What is Database Forensics?

Dear Readers, in this edition I am trying to throw some light on Database Forensics and please try to implement few important things that has been given in this article and I am sure that it will help you all in your relative fields. Database Forensics is a computer science term referring to the forensic study of databases. It means the Gathering and analyzing data in a manner as free from distortion or bias as possible to reconstruct data or what has happened in the past on a system. Computer forensics principles can be applied to a database, which is a persistent data store, often relational. For example the timestamps that apply to the update time of a row in a relational table can be inspected and tested for validity in order to verify the actions of a database user. Additionally copies of database evidence can be made in order to preserve that evidence for future presentation during a legal process. The forensic study of relational databases requires knowledge of the standard used to encode data on the computer disk. A documentation of standards used to encode information in well-known brands of DB such as SQL Server and Oracle has been contributed to the public domain. According to one recent Forrester study, 80 percent of data security breaches involve insiders, employees or those with internal access to an organization, putting information at risk. The big challenge for companies today – particularly as email and the Internet make sharing and distributing corporate information easier than ever - is to strike the right balance between providing workers with appropriate access and protecting sensitive information as much as possible. For example, database users traditionally are assigned a database administrator (DBA) role or granted multiple system privileges. As well, DBAs enjoy unbridled system access in order to manage companies’ IT infrastructure 24/7 and to respond to emergency situations. As companies continue to consolidate databases and streamline operations to maximize efficiency and the protection of data from external threats, this user- and role-based security model no longer complies with “need-to-know” security best-practices. Nor does the model meet SOX or PIPEDA regulatory requirements for adequate protection of data privacy. Today, to help ensure the safety, integrity and privacy of corporate information, more companies are pursuing a comprehensive, multi-factored security approach. Database security is the system, processes, and procedures that protect a database from unintended activity. Unintended activity can be categorized as authenticated misuse, malicious attacks or inadvertent mistakes made by authorized individuals or processes. Database security is also a specialty within the broader discipline of computer security. Traditionally databases have been protected from external connections by firewalls or routers on the network perimeter with the database environment existing on the internal network opposed to being located within a demilitarized zone. Additional network security devices that detect and alert on malicious database protocol traffic include network intrusion detection systems along with host-based intrusion detection systems. Database security is more critical as networks have become more open. Databases provide many layers and types of information security, typically specified in the data dictionary, including:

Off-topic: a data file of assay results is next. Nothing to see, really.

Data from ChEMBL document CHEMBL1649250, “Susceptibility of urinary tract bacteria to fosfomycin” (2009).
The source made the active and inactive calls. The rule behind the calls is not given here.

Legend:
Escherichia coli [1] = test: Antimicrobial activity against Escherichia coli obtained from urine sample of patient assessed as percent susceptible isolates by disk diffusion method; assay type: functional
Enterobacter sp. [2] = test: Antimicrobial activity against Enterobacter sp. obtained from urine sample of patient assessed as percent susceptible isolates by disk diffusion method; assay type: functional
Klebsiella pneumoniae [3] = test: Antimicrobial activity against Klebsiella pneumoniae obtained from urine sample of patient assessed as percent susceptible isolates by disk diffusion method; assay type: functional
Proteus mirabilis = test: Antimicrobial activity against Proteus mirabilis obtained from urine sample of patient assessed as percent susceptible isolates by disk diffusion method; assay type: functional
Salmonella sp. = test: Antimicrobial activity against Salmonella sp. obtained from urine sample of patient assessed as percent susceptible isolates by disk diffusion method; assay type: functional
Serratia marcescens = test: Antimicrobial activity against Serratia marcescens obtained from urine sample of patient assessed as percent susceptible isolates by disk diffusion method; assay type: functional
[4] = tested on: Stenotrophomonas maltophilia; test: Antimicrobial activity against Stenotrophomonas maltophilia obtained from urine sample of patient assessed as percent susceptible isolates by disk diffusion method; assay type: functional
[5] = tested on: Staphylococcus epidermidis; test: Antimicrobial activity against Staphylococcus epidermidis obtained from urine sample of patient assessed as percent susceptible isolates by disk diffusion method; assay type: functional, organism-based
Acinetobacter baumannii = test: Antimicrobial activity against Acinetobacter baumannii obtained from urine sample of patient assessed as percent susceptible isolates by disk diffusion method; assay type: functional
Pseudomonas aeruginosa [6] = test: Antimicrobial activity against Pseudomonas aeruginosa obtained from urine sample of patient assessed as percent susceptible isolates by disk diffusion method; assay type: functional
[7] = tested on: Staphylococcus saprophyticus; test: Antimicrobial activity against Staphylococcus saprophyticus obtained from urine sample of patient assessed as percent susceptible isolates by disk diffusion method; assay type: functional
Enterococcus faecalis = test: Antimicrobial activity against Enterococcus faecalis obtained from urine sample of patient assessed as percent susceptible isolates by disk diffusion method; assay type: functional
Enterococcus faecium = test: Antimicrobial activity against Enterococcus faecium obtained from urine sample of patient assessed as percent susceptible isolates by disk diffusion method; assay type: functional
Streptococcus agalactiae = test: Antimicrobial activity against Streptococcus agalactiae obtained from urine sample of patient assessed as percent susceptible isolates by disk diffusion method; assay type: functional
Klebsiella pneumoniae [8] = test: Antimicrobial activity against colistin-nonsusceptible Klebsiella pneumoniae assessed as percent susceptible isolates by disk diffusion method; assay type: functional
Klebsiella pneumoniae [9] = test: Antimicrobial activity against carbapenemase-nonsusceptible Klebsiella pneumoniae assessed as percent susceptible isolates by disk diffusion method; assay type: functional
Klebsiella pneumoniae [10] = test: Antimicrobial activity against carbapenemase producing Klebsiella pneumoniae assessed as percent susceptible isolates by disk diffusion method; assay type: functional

• Access control
  • Auditing
  • Authentication
  • Encryption
  • Integrity controls

Database security can begin with the process of creation and publishing of appropriate security standards for the database environment. The standards may include specific controls for the various relevant database platforms; a set of best practices that cross over the platforms; and linkages of the standards to higher level polices and governmental regulations.